Connect One Health expands the argument around the voucher system for Medicare. This is a story about how time affects the cost of healthcare and the fees that seniors pay. Under the current system, Medicare is set up as a fee-for-service system. What that means is that the Medicare plan contracts with healthcare providers and healthcare organizations to pay a specific amount for each covered services. If Medicare pays $40 for your doctors visit and the final cost is $55, then you pay the different.
The Republican controlled Senate and House means that the 2012 voucher idea for Medicare will likely show up as the "solution" for Medicare spending in the 2015 budget. The proposed system is aimed at fixing the Medicare budget. However, opponents of the changes insist that the Medicare budget is not broken, and therefore does not need to be fixed.
How Does the Voucher System works?
The voucher system is based on guesstimation. At its base, it would work as follows. Seniors would be allotted vouchers to pay for health care services with the hope that health care providers would cater to senior health services by lowering their prices to attract seniors. It is a mixing of the private healthcare market with governmental managed healthcare market. What is not guaranteed is that the private healthcare market will change to accommodate the voucher system. If that does not occur, then seniors will be left holding the bill for an increased percentage of their healthcare needs and in the process affordable care may be destroyed. That is a big risk to take for people who will not be affected by these changes. Senators on both sides of the court receive health benefits from the government, not the private sector.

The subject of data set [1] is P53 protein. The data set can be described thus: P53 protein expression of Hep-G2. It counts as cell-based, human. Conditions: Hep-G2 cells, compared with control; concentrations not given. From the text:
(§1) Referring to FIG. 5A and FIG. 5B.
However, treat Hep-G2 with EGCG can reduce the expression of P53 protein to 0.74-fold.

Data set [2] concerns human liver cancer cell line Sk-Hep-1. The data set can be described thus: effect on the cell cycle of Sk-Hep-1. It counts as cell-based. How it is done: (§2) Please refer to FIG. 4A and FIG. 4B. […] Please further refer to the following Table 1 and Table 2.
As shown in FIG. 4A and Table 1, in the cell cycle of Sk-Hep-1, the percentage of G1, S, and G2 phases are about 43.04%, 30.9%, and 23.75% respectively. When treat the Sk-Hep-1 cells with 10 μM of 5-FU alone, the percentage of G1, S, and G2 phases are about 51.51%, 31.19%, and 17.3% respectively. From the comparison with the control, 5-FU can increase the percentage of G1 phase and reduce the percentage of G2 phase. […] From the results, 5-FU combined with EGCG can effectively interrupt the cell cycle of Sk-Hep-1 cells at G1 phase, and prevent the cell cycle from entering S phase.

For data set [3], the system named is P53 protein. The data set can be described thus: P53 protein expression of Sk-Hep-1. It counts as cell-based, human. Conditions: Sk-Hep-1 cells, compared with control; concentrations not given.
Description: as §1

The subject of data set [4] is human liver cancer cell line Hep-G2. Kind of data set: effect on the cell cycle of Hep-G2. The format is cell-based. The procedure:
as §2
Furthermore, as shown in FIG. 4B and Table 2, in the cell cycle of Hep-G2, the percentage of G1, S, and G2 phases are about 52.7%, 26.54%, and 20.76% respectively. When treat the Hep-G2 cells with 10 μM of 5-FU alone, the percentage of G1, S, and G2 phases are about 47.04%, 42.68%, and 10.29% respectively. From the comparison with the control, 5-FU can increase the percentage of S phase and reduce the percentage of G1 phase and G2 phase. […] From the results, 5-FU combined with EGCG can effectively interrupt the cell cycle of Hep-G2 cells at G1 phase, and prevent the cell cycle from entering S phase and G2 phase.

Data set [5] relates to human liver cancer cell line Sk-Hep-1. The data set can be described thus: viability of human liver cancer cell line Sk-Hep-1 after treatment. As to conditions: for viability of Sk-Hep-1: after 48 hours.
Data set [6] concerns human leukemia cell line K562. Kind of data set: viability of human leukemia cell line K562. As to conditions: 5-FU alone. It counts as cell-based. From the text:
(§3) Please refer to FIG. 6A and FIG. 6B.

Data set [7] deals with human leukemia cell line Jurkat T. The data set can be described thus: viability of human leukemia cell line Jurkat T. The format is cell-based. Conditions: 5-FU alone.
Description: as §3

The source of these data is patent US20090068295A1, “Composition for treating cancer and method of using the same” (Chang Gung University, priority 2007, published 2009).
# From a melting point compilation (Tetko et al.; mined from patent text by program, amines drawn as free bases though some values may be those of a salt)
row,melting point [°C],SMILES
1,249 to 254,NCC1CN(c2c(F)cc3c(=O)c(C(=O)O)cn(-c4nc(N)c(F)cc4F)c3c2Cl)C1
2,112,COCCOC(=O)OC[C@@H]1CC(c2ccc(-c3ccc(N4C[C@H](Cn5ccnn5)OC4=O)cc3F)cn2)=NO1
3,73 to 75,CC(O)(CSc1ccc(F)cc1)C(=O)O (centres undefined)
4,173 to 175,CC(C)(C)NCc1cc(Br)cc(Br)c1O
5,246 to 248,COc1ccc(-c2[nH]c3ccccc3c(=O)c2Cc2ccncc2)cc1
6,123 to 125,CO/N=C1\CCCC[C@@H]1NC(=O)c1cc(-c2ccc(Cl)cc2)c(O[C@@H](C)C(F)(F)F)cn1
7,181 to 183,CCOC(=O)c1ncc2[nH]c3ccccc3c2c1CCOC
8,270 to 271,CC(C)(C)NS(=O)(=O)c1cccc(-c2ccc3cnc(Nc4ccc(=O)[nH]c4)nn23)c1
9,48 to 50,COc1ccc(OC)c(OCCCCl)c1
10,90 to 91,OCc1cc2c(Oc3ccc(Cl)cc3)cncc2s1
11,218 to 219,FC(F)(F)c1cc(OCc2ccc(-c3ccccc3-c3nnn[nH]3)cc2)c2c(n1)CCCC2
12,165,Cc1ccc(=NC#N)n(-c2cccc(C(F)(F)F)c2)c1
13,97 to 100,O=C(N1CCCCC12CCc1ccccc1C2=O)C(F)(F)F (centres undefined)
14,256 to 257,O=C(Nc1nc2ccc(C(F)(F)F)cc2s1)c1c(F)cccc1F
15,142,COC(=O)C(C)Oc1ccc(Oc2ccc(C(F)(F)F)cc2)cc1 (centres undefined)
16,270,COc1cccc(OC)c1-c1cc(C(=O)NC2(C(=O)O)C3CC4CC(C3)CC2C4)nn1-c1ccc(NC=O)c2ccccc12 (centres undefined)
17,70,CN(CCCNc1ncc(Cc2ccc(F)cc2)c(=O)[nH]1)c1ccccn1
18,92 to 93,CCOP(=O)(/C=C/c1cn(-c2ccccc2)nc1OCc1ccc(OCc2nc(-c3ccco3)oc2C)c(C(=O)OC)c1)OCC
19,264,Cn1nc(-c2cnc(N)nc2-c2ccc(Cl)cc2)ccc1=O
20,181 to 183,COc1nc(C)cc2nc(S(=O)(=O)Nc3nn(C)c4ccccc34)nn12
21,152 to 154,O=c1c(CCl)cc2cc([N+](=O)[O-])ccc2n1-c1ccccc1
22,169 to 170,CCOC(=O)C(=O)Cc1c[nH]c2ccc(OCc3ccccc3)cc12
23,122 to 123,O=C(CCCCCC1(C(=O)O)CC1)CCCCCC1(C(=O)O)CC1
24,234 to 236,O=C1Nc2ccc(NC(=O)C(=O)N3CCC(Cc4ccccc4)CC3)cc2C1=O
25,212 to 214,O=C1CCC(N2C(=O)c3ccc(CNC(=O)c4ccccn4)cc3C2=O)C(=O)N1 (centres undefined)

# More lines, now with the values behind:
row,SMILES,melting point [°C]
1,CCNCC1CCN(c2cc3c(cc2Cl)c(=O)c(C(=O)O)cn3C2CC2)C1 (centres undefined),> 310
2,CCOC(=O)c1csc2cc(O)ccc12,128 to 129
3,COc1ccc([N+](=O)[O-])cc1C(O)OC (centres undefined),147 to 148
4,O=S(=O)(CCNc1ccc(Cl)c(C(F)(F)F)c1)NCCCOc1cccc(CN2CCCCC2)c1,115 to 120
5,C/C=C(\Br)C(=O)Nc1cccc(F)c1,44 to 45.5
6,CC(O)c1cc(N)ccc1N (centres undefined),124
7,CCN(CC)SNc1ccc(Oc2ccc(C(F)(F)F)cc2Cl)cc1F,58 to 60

Complaints about the system
AARP has noted that while the voucher system might look good on paper it falls considerably short of considering or even addressing the rising cost of healthcare on a year-to-year basis. That problem becomes the problem of seniors who will have to pay more for less health care services. Projections from the Senate estimate that seniors will likely see increases in premiums that may crest 50 percent for Medicare B and other Medicare plans.
Healthcare leaders have pointed out that, in the private sector, the cost of healthcare fluctuates from one area to another. This means seniors in some areas would pay more for the same services that seniors located in other areas would pay. For those seniors who live in higher cost healthcare zones, their voucher credits would be used up quicker, and they would face situations where they would either have to pay for health care or go without care.
Not so long ago, seniors were faced with a similar situation. That was the high cost of prescription drug coverage before Medicare Part D became available. There are well-documented cases where seniors had to make a choice between buying food or buying medication. That is an example of how the private healthcare sector works. The cost of medications did not decrease to meet the needs of seniors. The pharmaceutical companies complained that medicate was priced based on the expenses incurred to develop the medication. As the government stepped in to fix those problems changes to Medicare Part A, Medicare Part C (Medicare Advantage Plans), and Medicare part D changed. Those changes could likely be undone if the voucher system is put into effect.
As open enrollment for 2015 has ended, seniors should focus on what changes they need to make to their health insurance before the senate budget problems are realized. The biggest ledge, which voters, seniors, and politicians must watch, is whether or not a voucher system could work, and if so, would it be a sustainable practice that kept Medicare solvent. Is this a good move for seniors or is this a ploy by politicians to destroy Medicare?